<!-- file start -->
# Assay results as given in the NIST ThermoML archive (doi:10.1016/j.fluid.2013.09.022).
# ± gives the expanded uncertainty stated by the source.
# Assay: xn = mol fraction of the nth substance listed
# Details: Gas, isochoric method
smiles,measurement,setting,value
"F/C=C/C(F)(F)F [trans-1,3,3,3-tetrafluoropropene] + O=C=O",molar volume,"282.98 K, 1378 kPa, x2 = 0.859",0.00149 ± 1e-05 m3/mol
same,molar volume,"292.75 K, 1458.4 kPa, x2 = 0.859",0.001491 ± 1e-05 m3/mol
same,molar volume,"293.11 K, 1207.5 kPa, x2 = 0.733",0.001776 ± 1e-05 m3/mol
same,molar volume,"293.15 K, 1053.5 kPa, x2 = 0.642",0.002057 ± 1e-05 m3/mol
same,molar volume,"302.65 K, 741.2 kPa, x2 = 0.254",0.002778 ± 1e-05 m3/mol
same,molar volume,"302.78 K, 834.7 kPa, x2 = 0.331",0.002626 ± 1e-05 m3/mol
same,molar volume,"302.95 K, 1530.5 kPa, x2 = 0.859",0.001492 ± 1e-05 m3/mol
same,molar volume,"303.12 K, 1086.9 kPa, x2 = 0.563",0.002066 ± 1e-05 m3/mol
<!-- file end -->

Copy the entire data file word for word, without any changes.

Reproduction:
# Assay results as given in the NIST ThermoML archive (doi:10.1016/j.fluid.2013.09.022).
# ± gives the expanded uncertainty stated by the source.
# Assay: xn = mol fraction of the nth substance listed
# Details: Gas, isochoric method
smiles,measurement,setting,value
"F/C=C/C(F)(F)F [trans-1,3,3,3-tetrafluoropropene] + O=C=O",molar volume,"282.98 K, 1378 kPa, x2 = 0.859",0.00149 ± 1e-05 m3/mol
same,molar volume,"292.75 K, 1458.4 kPa, x2 = 0.859",0.001491 ± 1e-05 m3/mol
same,molar volume,"293.11 K, 1207.5 kPa, x2 = 0.733",0.001776 ± 1e-05 m3/mol
same,molar volume,"293.15 K, 1053.5 kPa, x2 = 0.642",0.002057 ± 1e-05 m3/mol
same,molar volume,"302.65 K, 741.2 kPa, x2 = 0.254",0.002778 ± 1e-05 m3/mol
same,molar volume,"302.78 K, 834.7 kPa, x2 = 0.331",0.002626 ± 1e-05 m3/mol
same,molar volume,"302.95 K, 1530.5 kPa, x2 = 0.859",0.001492 ± 1e-05 m3/mol
same,molar volume,"303.12 K, 1086.9 kPa, x2 = 0.563",0.002066 ± 1e-05 m3/mol